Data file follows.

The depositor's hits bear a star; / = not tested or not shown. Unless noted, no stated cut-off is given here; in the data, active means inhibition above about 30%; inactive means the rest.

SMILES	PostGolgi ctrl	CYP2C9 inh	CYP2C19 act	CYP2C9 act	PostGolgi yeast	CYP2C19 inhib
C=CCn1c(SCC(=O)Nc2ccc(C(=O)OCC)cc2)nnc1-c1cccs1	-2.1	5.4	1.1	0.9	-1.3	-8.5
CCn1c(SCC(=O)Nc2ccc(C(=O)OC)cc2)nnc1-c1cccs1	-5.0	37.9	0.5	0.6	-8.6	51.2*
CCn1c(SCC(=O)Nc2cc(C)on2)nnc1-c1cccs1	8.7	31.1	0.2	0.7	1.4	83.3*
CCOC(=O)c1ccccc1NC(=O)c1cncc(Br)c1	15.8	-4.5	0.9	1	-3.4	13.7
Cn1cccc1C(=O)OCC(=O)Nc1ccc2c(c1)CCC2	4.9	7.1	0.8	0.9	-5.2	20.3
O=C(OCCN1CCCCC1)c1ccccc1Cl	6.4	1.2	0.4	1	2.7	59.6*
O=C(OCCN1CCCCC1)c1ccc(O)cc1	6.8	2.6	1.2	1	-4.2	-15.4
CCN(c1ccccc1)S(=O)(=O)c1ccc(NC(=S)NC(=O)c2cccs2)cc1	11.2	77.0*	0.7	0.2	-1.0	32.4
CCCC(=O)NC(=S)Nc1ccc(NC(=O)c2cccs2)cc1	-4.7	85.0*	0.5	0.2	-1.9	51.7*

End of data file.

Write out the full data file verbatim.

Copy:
The depositor's hits bear a star; / = not tested or not shown. Unless noted, no stated cut-off is given here; in the data, active means inhibition above about 30%; inactive means the rest.

SMILES	PostGolgi ctrl	CYP2C9 inh	CYP2C19 act	CYP2C9 act	PostGolgi yeast	CYP2C19 inhib
C=CCn1c(SCC(=O)Nc2ccc(C(=O)OCC)cc2)nnc1-c1cccs1	-2.1	5.4	1.1	0.9	-1.3	-8.5
CCn1c(SCC(=O)Nc2ccc(C(=O)OC)cc2)nnc1-c1cccs1	-5.0	37.9	0.5	0.6	-8.6	51.2*
CCn1c(SCC(=O)Nc2cc(C)on2)nnc1-c1cccs1	8.7	31.1	0.2	0.7	1.4	83.3*
CCOC(=O)c1ccccc1NC(=O)c1cncc(Br)c1	15.8	-4.5	0.9	1	-3.4	13.7
Cn1cccc1C(=O)OCC(=O)Nc1ccc2c(c1)CCC2	4.9	7.1	0.8	0.9	-5.2	20.3
O=C(OCCN1CCCCC1)c1ccccc1Cl	6.4	1.2	0.4	1	2.7	59.6*
O=C(OCCN1CCCCC1)c1ccc(O)cc1	6.8	2.6	1.2	1	-4.2	-15.4
CCN(c1ccccc1)S(=O)(=O)c1ccc(NC(=S)NC(=O)c2cccs2)cc1	11.2	77.0*	0.7	0.2	-1.0	32.4
CCCC(=O)NC(=S)Nc1ccc(NC(=O)c2cccs2)cc1	-4.7	85.0*	0.5	0.2	-1.9	51.7*